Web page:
It is clearly a lack of critical thinking when you attack those who say the police should not be treated differently as liars and then go on and try to say that they are treated differently.

        So as I said, you seem happy with the idea that police are treated differently for their illegal actions than regular citizens. I hope that you never meet a cop that decides that he is above the law and treats you as some sort of serf. Maybe you can tell him that you support his belief that he is above the law. That may help you.

        I remind you that you claimed it was not “uncommon” for police to withhold the name of suspects. To prove that point you went and found a shooting from 9 months ago where the police released the name of a suspect within a day. That was your best evidence to prove your point? After all the crimes committed in the country, you went back 9 months? In actuality, because you had to go back that far, you proved that your statement was false. It is uncommon for the police to withhold the name of a suspect.

        I didn’t have to prove that. You did.

        (Geez it must suck to blow your own position out of the water.)

        I never said all cops are evil. Maybe you read that before blaming me for a lack of reading skills and comprehension. Or maybe you were rocking that fallacy while proclaiming to the world how you work at being “honest.”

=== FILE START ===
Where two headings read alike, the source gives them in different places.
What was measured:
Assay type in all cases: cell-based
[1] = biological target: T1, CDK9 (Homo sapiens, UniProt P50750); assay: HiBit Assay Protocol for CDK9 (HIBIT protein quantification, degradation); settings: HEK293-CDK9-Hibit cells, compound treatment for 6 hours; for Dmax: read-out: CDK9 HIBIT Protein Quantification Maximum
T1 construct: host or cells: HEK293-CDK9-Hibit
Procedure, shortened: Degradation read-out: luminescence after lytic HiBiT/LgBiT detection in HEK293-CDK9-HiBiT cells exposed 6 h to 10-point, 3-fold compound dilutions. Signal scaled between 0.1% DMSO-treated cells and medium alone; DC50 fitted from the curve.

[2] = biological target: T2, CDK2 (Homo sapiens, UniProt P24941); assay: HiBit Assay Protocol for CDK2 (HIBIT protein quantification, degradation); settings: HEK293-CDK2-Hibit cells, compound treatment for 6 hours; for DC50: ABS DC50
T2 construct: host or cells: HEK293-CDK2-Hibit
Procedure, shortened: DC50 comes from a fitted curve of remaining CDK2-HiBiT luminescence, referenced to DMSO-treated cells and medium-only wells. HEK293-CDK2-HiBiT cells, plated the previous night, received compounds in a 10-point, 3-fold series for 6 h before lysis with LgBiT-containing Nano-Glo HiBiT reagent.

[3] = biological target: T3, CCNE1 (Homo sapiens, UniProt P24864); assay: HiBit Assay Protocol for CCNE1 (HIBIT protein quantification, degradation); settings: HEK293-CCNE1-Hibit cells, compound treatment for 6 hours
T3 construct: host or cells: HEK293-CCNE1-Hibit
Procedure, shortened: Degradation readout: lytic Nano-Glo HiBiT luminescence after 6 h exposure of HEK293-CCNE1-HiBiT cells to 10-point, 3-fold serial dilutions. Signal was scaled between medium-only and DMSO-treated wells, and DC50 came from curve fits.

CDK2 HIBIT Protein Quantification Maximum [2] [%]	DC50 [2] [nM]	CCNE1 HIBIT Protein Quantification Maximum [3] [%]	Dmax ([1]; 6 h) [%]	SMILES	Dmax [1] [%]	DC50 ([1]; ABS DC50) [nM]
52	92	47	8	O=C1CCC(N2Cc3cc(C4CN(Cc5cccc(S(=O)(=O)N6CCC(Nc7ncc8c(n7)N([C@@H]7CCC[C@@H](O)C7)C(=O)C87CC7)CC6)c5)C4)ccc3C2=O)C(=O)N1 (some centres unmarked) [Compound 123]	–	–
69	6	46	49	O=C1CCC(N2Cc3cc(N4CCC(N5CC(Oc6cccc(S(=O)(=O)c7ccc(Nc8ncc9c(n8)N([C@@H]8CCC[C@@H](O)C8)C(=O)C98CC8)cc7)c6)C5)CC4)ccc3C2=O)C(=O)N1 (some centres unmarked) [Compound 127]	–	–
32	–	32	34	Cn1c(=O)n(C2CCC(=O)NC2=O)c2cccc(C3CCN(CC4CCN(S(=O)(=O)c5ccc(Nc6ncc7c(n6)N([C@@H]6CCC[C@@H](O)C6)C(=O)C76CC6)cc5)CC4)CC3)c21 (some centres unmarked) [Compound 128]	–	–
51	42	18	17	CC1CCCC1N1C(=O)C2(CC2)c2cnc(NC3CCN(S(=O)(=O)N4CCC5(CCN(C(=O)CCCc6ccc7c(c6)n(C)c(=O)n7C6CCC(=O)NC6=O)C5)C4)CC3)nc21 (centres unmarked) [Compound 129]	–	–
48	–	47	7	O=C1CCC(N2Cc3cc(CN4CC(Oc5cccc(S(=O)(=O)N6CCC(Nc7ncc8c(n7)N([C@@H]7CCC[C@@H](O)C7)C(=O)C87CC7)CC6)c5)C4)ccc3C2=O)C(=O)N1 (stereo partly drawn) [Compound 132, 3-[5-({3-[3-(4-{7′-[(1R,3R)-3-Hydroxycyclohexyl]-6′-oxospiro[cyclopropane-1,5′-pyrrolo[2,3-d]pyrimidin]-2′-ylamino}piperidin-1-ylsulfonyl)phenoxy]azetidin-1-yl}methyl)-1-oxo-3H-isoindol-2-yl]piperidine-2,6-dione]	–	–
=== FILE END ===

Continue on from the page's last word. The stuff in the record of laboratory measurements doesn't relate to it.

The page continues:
The bottom line is that you are fine with the police having protections when they are accused of breaking the law that other people don’t have. You are fine with a layered legal system where cops who commit crimes are treated differently than the average guy on the street.

        All cops are not bad or evil, but unlike you, I believe they should be treated the same as an average citizen when they break the law or are being investigated.

          Ragspierre in reply to gitarcarver. | August 13, 2014 at 12:42 pm

          I love how you just continue to lie.

          Here, stupid, I see you STILL are not honest enough to do some research and report honestly.

          The date on the story reporting the RELEASE of the suspect’s name is December 10th.

          The date on the story reporting the suspect’s name would be WITHHELD pending a decision by the DA is December 9th.

          Moron.

          From THAT I conclude we really have NO IDEA of the actual date of the EVENTS.

          I also LOVE you taking the time to write these long, blathering posts.

          And I LOVE pointing at you and laughing…!!!

          Ragspierre in reply to gitarcarver. | August 13, 2014 at 12:46 pm

          Ooooopss…

          I reversed the dates.

          See, this is how you do it.

          The report relating the release of the suspect’s name was dated the day BEFORE the report relating it was being withheld.